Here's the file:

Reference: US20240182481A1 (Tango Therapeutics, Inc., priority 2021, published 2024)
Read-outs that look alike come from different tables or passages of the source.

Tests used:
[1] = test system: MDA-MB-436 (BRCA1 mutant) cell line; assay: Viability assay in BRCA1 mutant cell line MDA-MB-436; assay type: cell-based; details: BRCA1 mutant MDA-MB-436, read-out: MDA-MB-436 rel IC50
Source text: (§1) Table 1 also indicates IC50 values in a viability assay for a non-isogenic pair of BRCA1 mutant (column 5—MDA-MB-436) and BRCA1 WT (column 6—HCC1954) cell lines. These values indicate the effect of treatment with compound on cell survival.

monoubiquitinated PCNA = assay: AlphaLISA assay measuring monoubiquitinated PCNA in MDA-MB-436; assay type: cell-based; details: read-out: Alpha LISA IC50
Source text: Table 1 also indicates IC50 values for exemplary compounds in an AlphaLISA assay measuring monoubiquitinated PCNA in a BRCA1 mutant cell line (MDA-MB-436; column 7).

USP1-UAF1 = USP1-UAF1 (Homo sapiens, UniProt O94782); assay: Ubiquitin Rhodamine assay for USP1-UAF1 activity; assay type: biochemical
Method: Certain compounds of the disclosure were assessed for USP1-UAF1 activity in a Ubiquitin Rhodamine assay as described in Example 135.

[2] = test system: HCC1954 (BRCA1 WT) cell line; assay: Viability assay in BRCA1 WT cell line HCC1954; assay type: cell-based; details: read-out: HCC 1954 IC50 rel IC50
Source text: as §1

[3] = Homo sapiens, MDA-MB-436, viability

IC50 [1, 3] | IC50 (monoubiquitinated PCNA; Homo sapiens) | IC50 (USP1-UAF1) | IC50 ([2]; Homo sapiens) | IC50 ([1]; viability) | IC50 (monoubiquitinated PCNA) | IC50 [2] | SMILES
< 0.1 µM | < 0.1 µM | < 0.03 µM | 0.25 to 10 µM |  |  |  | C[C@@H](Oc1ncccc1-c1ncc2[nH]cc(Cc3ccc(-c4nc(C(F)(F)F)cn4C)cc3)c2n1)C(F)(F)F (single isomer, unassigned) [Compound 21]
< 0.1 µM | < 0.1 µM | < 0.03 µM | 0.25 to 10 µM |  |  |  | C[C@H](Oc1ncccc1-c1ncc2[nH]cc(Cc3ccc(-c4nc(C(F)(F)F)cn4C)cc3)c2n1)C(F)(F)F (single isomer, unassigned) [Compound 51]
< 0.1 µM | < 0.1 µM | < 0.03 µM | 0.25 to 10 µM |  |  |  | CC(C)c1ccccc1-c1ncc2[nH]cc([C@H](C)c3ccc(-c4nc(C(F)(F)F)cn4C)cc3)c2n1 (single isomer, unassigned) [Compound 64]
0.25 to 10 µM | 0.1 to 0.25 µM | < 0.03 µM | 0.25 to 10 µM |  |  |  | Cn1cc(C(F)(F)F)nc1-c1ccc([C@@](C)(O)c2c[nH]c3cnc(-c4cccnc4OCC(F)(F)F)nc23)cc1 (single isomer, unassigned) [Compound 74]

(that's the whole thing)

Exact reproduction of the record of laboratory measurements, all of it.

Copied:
Reference: US20240182481A1 (Tango Therapeutics, Inc., priority 2021, published 2024)
Read-outs that look alike come from different tables or passages of the source.

Tests used:
[1] = test system: MDA-MB-436 (BRCA1 mutant) cell line; assay: Viability assay in BRCA1 mutant cell line MDA-MB-436; assay type: cell-based; details: BRCA1 mutant MDA-MB-436, read-out: MDA-MB-436 rel IC50
Source text: (§1) Table 1 also indicates IC50 values in a viability assay for a non-isogenic pair of BRCA1 mutant (column 5—MDA-MB-436) and BRCA1 WT (column 6—HCC1954) cell lines. These values indicate the effect of treatment with compound on cell survival.

monoubiquitinated PCNA = assay: AlphaLISA assay measuring monoubiquitinated PCNA in MDA-MB-436; assay type: cell-based; details: read-out: Alpha LISA IC50
Source text: Table 1 also indicates IC50 values for exemplary compounds in an AlphaLISA assay measuring monoubiquitinated PCNA in a BRCA1 mutant cell line (MDA-MB-436; column 7).

USP1-UAF1 = USP1-UAF1 (Homo sapiens, UniProt O94782); assay: Ubiquitin Rhodamine assay for USP1-UAF1 activity; assay type: biochemical
Method: Certain compounds of the disclosure were assessed for USP1-UAF1 activity in a Ubiquitin Rhodamine assay as described in Example 135.

[2] = test system: HCC1954 (BRCA1 WT) cell line; assay: Viability assay in BRCA1 WT cell line HCC1954; assay type: cell-based; details: read-out: HCC 1954 IC50 rel IC50
Source text: as §1

[3] = Homo sapiens, MDA-MB-436, viability

IC50 [1, 3] | IC50 (monoubiquitinated PCNA; Homo sapiens) | IC50 (USP1-UAF1) | IC50 ([2]; Homo sapiens) | IC50 ([1]; viability) | IC50 (monoubiquitinated PCNA) | IC50 [2] | SMILES
< 0.1 µM | < 0.1 µM | < 0.03 µM | 0.25 to 10 µM |  |  |  | C[C@@H](Oc1ncccc1-c1ncc2[nH]cc(Cc3ccc(-c4nc(C(F)(F)F)cn4C)cc3)c2n1)C(F)(F)F (single isomer, unassigned) [Compound 21]
< 0.1 µM | < 0.1 µM | < 0.03 µM | 0.25 to 10 µM |  |  |  | C[C@H](Oc1ncccc1-c1ncc2[nH]cc(Cc3ccc(-c4nc(C(F)(F)F)cn4C)cc3)c2n1)C(F)(F)F (single isomer, unassigned) [Compound 51]
< 0.1 µM | < 0.1 µM | < 0.03 µM | 0.25 to 10 µM |  |  |  | CC(C)c1ccccc1-c1ncc2[nH]cc([C@H](C)c3ccc(-c4nc(C(F)(F)F)cn4C)cc3)c2n1 (single isomer, unassigned) [Compound 64]
0.25 to 10 µM | 0.1 to 0.25 µM | < 0.03 µM | 0.25 to 10 µM |  |  |  | Cn1cc(C(F)(F)F)nc1-c1ccc([C@@](C)(O)c2c[nH]c3cnc(-c4cccnc4OCC(F)(F)F)nc23)cc1 (single isomer, unassigned) [Compound 74]